Since the arrival of KMT regime, our family’s well being turned sour. Mom had to work for living too. Our parents would work long hours and came home late. Andrew would do the cooking after school. He could cook rice (no electrical rice cooker at that time) perfectly at 15 or 16 and a couple of ordinary everyday dishes. Meanwhile we were using neighbor’s water well. He would get our elder sister and me to wash clothes at the well side while owner’s having dinners. Toward the Lunar New Year, we brothers would elaborate at another neighbor’s stone grinder to make rice into paste (then Mom would make it into rice cake). Andrew did have a lot of “home works” and he did both (home and house works) well.
At the time when Andrew was first year in Senior High (both Junior and Senior have three-year term), a battle broke out at Taiwan Strait. One KMT’s Battle ship was torpedoed and sunk. KMT propagandized the whole situation into a “re-build ship and re-cover China” student movement. All the senior high students were gathered at Taipei Convention Center and the ‘professional’ students would turn the convention into a planned and frenzy “vow with blood and join the Navy” finale. That was the first and the last time that Andrew would bleed for KMT regime. If he were a little older, KMT would grab him and sent him to Naval Academy ‘involuntarily’ after he got frenzy and volunteered to join the navy at the convention. After that frenzy encounter, Andrew always stayed away from any KMT brain-washing gimmicks and also rejected any lures from professional students and ROTC advisers to join the KMT.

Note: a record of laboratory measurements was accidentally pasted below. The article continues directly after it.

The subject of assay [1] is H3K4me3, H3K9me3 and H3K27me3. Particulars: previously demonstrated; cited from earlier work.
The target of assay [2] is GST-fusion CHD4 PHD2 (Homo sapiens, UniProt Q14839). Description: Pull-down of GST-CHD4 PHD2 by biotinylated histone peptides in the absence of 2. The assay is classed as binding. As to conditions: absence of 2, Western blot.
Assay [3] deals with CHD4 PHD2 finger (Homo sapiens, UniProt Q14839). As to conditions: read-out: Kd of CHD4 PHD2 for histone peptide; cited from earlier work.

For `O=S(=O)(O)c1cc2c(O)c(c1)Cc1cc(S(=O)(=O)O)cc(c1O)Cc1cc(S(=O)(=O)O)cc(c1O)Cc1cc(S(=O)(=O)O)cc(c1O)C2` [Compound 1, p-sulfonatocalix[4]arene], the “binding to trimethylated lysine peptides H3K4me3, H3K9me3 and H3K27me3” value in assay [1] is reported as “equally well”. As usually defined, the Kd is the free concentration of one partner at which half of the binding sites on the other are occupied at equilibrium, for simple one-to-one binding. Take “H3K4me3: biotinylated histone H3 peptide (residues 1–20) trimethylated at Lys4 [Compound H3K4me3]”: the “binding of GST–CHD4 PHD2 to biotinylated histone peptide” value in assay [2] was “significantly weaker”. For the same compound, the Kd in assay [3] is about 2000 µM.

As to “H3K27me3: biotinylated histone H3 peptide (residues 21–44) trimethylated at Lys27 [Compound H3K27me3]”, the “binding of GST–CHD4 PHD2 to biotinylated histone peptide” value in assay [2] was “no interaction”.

After 1957 College Entrance Exam, Andrew’s score could secure him with a seat to the EE department at Cheng Kong University. But instead, he chose to go to Taipei Institute of Technology (TIT). As poor as we were, staying at home while going to college would be most economical. A year after, he would take the entrance exam once again and try to get into College of Technology, National Taiwan University (NTU). He took on both TIT courses and entrance exam concurrently. If he dropped out of TIT and concentrated on the exam (most second timers did that), for sure he would get what lie wanted. As a matter of fact, he wasn’t remorseful at the failure on his second trial. He just kept on going and finished TIT, a three-year program, so that he could help the family economically. Five years after graduated from TIT, he would get on a cross-Pacific flight and came to the States for education and pursuit of freedom, etc. He is one (if not the only one) of the few TIT graduates who was honored with a Ph.D. degree and a bountiful of accomplishments both in Taiwanese politics and science achievements.